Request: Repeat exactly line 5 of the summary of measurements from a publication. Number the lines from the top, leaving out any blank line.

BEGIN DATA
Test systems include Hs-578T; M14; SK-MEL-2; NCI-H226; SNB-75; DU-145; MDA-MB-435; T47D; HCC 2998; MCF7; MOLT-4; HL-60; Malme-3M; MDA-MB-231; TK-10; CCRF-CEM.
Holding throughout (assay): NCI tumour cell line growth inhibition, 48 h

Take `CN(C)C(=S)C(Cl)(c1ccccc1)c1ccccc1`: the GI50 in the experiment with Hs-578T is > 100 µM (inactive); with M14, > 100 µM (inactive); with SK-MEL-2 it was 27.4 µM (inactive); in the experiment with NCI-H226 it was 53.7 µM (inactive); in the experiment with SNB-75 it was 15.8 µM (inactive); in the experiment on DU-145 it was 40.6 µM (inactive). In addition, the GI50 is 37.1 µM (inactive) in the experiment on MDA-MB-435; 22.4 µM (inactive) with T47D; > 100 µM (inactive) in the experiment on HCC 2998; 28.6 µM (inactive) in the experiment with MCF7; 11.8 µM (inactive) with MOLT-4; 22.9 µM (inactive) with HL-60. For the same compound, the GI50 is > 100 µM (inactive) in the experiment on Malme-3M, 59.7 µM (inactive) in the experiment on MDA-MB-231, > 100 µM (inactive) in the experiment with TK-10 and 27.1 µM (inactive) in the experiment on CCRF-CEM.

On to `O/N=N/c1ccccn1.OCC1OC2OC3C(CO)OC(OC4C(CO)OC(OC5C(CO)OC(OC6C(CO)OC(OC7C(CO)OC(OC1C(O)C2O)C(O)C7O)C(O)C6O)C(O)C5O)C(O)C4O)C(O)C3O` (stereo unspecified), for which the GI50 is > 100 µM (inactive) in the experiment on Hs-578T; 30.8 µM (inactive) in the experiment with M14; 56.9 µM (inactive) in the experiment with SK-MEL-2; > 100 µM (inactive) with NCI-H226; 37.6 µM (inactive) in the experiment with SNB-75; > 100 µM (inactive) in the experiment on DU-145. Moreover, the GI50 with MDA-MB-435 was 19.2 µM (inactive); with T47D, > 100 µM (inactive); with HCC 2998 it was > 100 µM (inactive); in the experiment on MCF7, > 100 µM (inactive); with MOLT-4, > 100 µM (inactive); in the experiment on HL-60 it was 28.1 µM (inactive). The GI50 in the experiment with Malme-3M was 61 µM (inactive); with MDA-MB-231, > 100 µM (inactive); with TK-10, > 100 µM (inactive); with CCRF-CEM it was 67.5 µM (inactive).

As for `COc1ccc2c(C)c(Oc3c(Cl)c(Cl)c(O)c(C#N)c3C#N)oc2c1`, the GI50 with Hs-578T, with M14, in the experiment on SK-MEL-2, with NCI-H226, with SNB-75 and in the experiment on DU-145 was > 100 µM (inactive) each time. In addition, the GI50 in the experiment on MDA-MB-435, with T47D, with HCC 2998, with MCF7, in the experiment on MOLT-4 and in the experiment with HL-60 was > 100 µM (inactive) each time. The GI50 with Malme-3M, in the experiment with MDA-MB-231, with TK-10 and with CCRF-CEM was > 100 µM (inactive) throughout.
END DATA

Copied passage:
As for `COc1ccc2c(C)c(Oc3c(Cl)c(Cl)c(O)c(C#N)c3C#N)oc2c1`, the GI50 with Hs-578T, with M14, in the experiment on SK-MEL-2, with NCI-H226, with SNB-75 and in the experiment on DU-145 was > 100 µM (inactive) each time. In addition, the GI50 in the experiment on MDA-MB-435, with T47D, with HCC 2998, with MCF7, in the experiment on MOLT-4 and in the experiment with HL-60 was > 100 µM (inactive) each time. The GI50 with Malme-3M, in the experiment with MDA-MB-231, with TK-10 and with CCRF-CEM was > 100 µM (inactive) throughout.